As this paper by Dani Rodrik, Xinshen Diao, and Margaret McMillan points out, unlike in Asia, growth in Africa has been driven by increased productivity in agriculture and the movement of workers from agriculture to non-agricultural sectors but not by increased productivity in non-agricultural (“modern”) sectors. The paper discusses why increased productivity in the modern sector is essential for sustained economic growth.

My takeaway is that if Chinese firms in sub-Saharan Africa continue to grow and increase productivity in the nonagricultural sector, that transformation could help sub-Saharan African countries achieve a growth trajectory similar to Asian countries.

This Week in International Education

Below are a few education and development pieces I found interesting this week.

  1. This CGD note by Lant Prichett discusses the all too common practice of using metrics which are not directly related to student learning/ability to assess progress in basic education. Prichett cites the example of data collected during the rollout of a large-scale government-led education initiative in India, the Sarva Siksha Abhiyan (SSA). Pritchett writes, “As part of this scheme an EMIS (Education Management Information System) program called DISE (District Information System for Education) was launched. This was called a “report card” on schools and contains, for each district of India (aggregated up to state level) a huge “dashboard” of data about schooling. In the current State Report Cards 2016-2017 there are, by my count, 977 distinct numbers reported. Not one of those numbers is any direct measure of student learning (and interestingly, a previously included measure of learning, pass percentages, was dropped from the “report card”).”
  2. World Bank researcher David Evans highlights the impressive body of education research co-authored by RTI International’s Director of Education for Africa, Ben Piper. Evans notes that Piper and his co-authors do not let the perfect (clean causal identification) serve as the enemy of the good (answering questions that policymakers care about in a reasonable timeframe)
  3. At Marginal Revolution, Tyler Cowen summarizes a new paper by economist Juan Sebastian Munoz which suggests that upwards of 50% of the gender gap in math achievement in Colombia is driven by lower-achieving males dropping out of school. It turns out the opportunity cost of staying in school is higher for this group.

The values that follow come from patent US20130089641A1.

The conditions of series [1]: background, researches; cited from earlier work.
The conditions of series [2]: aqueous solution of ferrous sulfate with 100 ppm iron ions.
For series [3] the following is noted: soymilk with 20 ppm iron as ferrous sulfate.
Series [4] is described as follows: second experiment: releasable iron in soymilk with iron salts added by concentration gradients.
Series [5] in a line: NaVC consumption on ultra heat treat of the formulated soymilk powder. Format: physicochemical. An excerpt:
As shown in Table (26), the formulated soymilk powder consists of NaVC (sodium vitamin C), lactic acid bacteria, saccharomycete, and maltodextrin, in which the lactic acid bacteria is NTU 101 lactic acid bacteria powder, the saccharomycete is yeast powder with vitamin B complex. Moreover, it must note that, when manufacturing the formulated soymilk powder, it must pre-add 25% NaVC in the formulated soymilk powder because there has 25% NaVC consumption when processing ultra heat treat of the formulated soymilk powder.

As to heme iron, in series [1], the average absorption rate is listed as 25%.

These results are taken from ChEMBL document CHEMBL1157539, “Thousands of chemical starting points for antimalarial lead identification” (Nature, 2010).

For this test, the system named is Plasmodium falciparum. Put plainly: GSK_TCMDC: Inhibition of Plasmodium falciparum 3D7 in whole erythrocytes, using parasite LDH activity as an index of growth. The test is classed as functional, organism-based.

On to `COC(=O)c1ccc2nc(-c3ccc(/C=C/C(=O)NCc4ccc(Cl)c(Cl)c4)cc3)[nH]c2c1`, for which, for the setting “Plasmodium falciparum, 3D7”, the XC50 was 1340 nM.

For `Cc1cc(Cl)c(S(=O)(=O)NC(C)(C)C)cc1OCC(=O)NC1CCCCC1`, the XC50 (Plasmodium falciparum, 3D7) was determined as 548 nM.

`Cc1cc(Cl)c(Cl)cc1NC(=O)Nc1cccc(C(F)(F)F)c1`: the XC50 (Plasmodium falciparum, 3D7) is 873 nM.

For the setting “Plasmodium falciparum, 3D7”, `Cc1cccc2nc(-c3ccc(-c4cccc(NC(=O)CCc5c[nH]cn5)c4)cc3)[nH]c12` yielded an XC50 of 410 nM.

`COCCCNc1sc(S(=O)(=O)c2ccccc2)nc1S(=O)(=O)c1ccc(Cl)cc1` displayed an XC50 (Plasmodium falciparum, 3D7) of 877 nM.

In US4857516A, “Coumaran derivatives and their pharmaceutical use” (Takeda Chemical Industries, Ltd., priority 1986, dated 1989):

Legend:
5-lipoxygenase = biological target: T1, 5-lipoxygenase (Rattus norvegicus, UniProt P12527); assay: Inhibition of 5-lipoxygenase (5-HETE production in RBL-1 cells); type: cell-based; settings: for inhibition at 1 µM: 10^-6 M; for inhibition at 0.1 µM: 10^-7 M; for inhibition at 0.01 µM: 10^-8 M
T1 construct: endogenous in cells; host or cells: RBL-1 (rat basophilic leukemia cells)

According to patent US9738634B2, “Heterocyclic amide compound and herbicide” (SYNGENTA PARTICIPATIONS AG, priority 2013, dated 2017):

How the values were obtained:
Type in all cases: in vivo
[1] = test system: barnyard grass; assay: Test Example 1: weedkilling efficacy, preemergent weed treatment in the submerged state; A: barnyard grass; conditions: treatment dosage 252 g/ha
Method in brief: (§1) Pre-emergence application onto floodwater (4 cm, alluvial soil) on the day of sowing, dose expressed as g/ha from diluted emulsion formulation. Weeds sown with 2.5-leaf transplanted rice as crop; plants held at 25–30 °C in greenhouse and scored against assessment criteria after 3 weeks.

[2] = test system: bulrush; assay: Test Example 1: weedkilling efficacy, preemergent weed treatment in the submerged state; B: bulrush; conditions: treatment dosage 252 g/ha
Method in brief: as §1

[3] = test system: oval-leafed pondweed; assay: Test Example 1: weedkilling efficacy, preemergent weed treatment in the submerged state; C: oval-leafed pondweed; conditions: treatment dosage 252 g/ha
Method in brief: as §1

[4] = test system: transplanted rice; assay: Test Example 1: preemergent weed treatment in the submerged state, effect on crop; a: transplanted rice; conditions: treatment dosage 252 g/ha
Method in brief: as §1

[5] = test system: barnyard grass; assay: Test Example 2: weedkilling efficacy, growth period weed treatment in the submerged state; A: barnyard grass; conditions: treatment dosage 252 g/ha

4. Uganda is reforming its school inspection program to focus more on student learning, teaching, and teacher attendance. The government worked with DFID and Ark Education Partnerships group to pilot the new approach. (Via Lee Crawfurd). Lee Crawfurd highlighted the importance of school inspections as a mechanism for improving accountability in this blog post.


High Returns to Schooling – Driven by Productivity or Screening?

The Economist summarizes a new World Bank literature review on the returns to education by Harry Patrinos and George Psacharopoulos. Patrinos and Psacharopoulos find that the returns to education are consistently high, an extra year of schooling yields an average annual private return of 8.8% across 139 countries. The paper shows that there are significant differences in returns across regions of the world, between high-income and lower-income countries, and for men vs. women.

The  researchers calculate the “social” (i.e. non-private) returns to education, an essential datapoint for those interested in the question of how much governments should invest in education.

Another key policy question that the authors address is the mechanism through which eduation impacts wages. Here is how Patrinos and Psacharopoulous frame the debate:

The earnings premium associated with the level of education suggests that productivity increases as people acquire additional qualifications. An alternative view is that earnings increase with education due to credential effects. This refers to the idea that higher levels of schooling are associated with higher earnings, not because they directly raise productivity, but because they certify that the worker is likely to be productive.

I was surprised to learn that the academic literature does not provide much support for the credential effects thesis; rather, positive labor market outcomes seem to be driven by increases in productivity.



This Week in International Education

Below are links to a few education-related pieces I read this week:

  1. Low Performance and High Satisfaction: The Information Paradox of Bad Schools This blog by Susannah Hares of Ark Education highlights  findings from the Varkey Foundation’s Parent Survey. The survey reveals that parents in countries that perform poorly in education (such as India, Kenya, and South Africa) are more satisfied with their children’s education than parents in high-performing countries such as Korea. The piece explores several potential explanations for this phenomenon and examines whether providing parents with performance information is an effective strategy for improving education outcomes.
  2. Facing Forward: Schooling for Learning in Africa – The World Bank’s new report assesses the current state of education in sub-Saharan Africa and suggests ways to improve both access and quality.
  3.  Are Our Children Learning? This Twaweza report summarizes the results of basic learning assessments conducted in three East African countries: Kenya, Uganda and Tanzania from 2011-2015. My main takeaway from the report is that all three countries have seen little to no improvement in basic learning outcomes over the last five years.